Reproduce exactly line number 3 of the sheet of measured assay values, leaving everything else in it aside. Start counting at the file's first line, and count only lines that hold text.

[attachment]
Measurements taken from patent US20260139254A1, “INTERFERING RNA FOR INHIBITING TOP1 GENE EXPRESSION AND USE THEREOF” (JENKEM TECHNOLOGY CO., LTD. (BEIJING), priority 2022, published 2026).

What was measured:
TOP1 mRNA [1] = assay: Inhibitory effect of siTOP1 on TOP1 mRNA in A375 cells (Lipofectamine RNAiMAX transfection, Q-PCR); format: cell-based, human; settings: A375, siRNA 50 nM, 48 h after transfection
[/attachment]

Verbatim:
TOP1 mRNA [1] = assay: Inhibitory effect of siTOP1 on TOP1 mRNA in A375 cells (Lipofectamine RNAiMAX transfection, Q-PCR); format: cell-based, human; settings: A375, siRNA 50 nM, 48 h after transfection